The usual illness is fever, chills, muscle aches, sore throat and swollen lymph glands, and then comes the rash. The rash begins as flat moles, which then form blisters and then pustules. It can be all over or confined to a small area.

In the current outbreak, most cases have been in men who have sex with men, and the rash has been in the genital and rectal area. Unless the doctor treating such a patient thinks of monkeypox, they are more likely to diagnose a more common sexually transmitted disease such as herpes.

Should you be worried? Probably not yet. Unlike Covid-19, which spreads primarily through small respiratory droplets and can easily be spread even when the carrier is not sick, monkeypox is mostly spread by direct contact with a sick person, so you do not need to worry about catching it in stores or concerts. Casual contact is not a high risk.

Treatment is focused on treating symptoms. Some vaccines and antiviral medicines are available that help, but these can only be obtained from the CDC.

My biggest concern is that if private doctors and public health officials are not vigilant, the virus may become established world-wide and no longer be confined to Africa.

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Saturday, May 28, 2022

The PCP - soon to follow the dodo and carrier pigeon?

The Institute of Medicine defined Primary Care in 1996 as "the provision of integrated, accessible health care services by clinicians who are accountable for addressing a large majority of personal health care needs, developing a sustained partnership with patients, and practicing in the context of family and community.” Whether the focus is on the individual or the community, good access to primary care is associated with more timely care, better preventive care, avoiding unnecessary care, lower costs, and lower mortality.

Most experts feel that in an ideal medical care system, about half of physicians would be in the primary care fields of family practice, general internal medicine and general pediatrics. Where does the U.S. stand? About a third of American physicians now practice primary care, but fewer than a quarter of recent medical school grads chose a primary care specialty, and the Council on Graduate Medical Education projects this number will soon drop to under 20%.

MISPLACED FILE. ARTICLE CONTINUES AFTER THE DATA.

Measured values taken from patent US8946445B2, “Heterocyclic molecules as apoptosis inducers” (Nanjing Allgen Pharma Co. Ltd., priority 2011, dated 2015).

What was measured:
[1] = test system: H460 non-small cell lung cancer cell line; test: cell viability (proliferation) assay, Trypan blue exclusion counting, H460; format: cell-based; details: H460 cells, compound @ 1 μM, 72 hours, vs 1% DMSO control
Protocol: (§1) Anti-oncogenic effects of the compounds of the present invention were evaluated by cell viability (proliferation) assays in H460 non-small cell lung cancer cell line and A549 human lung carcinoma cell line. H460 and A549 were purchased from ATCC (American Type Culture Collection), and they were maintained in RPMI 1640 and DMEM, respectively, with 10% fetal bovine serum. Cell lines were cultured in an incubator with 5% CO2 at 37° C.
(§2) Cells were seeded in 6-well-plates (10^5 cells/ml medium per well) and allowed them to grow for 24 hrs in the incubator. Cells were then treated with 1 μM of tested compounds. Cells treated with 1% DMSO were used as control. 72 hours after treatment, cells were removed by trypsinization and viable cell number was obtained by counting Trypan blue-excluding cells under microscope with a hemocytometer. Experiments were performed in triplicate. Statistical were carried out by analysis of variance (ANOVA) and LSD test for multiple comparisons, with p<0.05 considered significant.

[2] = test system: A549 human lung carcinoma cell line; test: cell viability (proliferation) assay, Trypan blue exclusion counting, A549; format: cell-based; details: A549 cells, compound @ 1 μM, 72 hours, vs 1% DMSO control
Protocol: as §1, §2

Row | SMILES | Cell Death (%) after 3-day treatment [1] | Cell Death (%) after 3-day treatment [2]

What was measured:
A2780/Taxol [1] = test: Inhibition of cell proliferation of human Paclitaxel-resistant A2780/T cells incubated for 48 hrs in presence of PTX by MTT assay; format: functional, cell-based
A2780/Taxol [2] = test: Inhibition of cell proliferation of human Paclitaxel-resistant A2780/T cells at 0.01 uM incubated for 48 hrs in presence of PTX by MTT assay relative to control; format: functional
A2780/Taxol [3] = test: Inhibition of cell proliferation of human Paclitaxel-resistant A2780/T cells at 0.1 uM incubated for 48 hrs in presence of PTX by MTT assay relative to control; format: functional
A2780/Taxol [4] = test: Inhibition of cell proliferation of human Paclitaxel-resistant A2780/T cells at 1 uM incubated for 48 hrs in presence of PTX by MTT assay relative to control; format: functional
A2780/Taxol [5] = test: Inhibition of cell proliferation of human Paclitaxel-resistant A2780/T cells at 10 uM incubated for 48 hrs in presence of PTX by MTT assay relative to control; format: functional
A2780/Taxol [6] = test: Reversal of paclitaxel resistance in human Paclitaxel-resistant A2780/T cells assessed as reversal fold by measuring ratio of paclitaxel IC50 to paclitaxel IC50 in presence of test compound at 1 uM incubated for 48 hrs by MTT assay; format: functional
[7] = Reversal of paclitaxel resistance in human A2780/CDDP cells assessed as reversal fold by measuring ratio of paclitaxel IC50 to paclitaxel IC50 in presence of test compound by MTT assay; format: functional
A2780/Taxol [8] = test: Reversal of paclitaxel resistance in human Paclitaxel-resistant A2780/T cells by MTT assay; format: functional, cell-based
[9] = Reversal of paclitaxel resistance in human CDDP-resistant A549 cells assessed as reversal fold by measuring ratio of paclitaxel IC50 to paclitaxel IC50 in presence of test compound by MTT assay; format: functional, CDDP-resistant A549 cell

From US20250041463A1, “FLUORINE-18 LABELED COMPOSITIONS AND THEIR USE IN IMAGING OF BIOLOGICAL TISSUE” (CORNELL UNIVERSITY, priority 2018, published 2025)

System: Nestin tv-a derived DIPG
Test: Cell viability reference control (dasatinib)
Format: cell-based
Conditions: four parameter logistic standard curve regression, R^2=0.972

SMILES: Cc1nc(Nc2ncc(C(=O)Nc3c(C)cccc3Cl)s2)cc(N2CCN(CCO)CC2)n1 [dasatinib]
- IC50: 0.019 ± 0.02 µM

Why the disconnect between what the nation needs and what we have? There are many possible explanations, but as always, “follow the money.” According to the Association of American Medical Colleges, the average medical school debt for 2021 graduates was $203,062. It will not shock you to learn that specialists earn more than primary care doctors, but the magnitude may be surprising. In 2020, the average salary of primary care physicians was $260,000 and that of all specialists $368,000, 42% more. When broken down by field of specialization, the disparities are even greater. In 2021, the average family medicine specialist earned $255,000; the average orthopedist $$557,000 and the average cardiologist $460,000.

When a newly minted MD looks at their debt load, which is more appealing: pediatrics, with a 2020 starting salary of $196,000 or dermatology, where the average is $394.000? In addition to the obvious fiscal push toward specialty care, there are less-easily quantified but important non-monetary factors. Medical students are exposed predominantly to academic specialists and sub-specialists during their clinical rotations, and the message is often “you are too smart for primary care.” When role models are specialists who know everything there is to know about a limited field, that becomes an easy position for the student to envision for themselves.

Another factor is the “burn-out” that many students encounter during their rotations. All physicians deal with ever-increasing paperwork demands, but the burden is disproportionately heaped on primary care physicians. A recent survey asked doctors in different fields to estimate the hours they spent per week on paperwork. The range was from a low of 10 hours for anesthesiologists and ophthalmologists to 18.9 for Internists. It is the PCP who must spend the most time feeding the maw of the electronic medical record (EMR) with meaningless clicks to document items that have minimal benefit to the patient.